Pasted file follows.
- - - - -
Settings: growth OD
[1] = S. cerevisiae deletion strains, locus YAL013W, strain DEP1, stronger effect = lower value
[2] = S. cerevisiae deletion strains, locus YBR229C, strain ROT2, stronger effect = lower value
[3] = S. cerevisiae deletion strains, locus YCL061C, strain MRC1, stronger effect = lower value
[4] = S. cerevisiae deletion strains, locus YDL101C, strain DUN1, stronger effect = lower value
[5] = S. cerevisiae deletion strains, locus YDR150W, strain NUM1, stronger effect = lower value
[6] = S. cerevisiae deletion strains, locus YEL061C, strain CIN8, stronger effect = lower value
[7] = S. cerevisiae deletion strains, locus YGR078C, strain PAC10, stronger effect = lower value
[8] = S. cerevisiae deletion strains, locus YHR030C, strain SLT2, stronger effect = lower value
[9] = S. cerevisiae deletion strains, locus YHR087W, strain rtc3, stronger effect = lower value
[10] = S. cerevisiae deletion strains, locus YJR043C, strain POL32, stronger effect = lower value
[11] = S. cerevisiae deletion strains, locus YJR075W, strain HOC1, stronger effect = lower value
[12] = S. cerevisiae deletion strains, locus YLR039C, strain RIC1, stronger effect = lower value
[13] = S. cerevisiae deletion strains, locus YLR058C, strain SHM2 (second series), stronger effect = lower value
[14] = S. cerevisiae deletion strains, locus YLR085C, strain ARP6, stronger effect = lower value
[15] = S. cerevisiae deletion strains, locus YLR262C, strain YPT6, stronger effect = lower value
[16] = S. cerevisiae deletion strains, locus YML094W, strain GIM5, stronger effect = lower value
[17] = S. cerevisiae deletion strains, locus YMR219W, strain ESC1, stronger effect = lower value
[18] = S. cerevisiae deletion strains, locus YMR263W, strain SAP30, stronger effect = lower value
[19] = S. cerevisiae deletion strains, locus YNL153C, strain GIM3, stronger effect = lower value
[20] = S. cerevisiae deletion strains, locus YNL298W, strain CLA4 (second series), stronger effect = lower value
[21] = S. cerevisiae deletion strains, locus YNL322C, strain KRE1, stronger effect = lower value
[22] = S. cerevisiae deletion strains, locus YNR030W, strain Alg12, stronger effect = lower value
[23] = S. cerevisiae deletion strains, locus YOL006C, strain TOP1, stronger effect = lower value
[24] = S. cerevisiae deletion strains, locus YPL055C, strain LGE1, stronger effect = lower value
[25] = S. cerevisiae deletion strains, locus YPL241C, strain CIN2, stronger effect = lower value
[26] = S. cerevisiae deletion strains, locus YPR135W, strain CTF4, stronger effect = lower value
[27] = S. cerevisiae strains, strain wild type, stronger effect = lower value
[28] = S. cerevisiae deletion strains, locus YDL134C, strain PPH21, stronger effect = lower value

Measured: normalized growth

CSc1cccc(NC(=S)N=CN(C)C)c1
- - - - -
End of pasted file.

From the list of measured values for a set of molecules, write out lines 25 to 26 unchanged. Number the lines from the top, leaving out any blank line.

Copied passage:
[24] = S. cerevisiae deletion strains, locus YPL055C, strain LGE1, stronger effect = lower value
[25] = S. cerevisiae deletion strains, locus YPL241C, strain CIN2, stronger effect = lower value